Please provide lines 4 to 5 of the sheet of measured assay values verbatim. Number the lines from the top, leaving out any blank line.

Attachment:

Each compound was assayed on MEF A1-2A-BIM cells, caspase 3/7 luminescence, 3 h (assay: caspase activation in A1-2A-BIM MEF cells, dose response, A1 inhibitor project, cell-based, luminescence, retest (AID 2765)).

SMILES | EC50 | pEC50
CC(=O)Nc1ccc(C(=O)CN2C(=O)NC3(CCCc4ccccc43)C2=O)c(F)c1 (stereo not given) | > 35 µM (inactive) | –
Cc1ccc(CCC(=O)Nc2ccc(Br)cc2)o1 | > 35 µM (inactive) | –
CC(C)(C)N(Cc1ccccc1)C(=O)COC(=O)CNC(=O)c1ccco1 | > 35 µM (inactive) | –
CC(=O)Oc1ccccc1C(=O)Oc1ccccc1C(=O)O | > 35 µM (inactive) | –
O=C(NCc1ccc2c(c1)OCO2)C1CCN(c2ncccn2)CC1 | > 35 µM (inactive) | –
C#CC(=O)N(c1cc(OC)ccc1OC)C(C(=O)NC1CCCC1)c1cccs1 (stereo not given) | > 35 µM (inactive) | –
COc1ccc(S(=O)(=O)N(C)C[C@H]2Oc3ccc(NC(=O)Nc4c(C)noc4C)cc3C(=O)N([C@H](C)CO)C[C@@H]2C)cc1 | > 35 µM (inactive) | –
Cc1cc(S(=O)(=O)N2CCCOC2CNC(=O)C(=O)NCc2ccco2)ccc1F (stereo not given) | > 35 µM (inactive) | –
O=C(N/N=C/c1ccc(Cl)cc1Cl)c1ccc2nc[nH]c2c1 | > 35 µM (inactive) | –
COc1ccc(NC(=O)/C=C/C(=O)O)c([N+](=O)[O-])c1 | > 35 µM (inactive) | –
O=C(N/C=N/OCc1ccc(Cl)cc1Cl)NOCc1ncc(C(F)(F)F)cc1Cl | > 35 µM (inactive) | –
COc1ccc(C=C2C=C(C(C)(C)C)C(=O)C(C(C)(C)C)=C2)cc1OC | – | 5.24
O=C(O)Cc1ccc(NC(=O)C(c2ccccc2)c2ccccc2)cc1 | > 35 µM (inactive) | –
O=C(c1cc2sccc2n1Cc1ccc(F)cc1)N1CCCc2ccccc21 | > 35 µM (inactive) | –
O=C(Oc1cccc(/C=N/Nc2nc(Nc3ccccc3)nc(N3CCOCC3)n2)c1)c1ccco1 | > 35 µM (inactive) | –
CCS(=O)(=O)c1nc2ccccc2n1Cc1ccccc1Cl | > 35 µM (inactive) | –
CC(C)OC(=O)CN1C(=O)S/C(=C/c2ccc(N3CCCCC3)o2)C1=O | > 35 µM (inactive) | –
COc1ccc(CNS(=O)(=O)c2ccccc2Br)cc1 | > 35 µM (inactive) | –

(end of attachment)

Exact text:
Cc1ccc(CCC(=O)Nc2ccc(Br)cc2)o1 | > 35 µM (inactive) | –
CC(C)(C)N(Cc1ccccc1)C(=O)COC(=O)CNC(=O)c1ccco1 | > 35 µM (inactive) | –